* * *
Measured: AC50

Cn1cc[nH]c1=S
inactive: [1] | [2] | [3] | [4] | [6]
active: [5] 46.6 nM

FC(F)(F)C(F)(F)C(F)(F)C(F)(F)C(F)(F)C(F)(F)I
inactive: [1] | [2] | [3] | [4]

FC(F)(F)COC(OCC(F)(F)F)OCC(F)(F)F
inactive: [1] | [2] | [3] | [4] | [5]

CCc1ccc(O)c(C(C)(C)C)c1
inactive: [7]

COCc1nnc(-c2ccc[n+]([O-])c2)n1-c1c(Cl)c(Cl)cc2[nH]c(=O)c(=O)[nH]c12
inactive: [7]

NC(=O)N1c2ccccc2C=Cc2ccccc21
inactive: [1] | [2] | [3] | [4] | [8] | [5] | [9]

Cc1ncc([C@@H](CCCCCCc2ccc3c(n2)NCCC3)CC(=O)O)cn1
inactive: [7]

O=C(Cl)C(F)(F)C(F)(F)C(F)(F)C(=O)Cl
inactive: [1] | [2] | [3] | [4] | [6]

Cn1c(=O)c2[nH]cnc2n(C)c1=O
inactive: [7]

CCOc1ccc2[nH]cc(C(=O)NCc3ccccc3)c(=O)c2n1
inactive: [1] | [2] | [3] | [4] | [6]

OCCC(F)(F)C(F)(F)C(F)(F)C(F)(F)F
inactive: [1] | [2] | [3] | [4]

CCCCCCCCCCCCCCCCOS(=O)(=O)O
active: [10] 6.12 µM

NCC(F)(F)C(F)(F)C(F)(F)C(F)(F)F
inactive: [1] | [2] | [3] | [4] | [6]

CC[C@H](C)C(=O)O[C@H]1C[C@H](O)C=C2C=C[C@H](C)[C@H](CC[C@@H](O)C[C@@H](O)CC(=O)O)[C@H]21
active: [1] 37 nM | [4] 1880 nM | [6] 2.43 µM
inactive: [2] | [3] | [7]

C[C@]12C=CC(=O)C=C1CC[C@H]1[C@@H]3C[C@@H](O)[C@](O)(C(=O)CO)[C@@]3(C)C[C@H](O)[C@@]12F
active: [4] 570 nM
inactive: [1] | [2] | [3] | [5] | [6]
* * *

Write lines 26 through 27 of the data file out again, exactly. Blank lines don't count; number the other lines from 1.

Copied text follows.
active: [10] 6.12 µM

NCC(F)(F)C(F)(F)C(F)(F)C(F)(F)F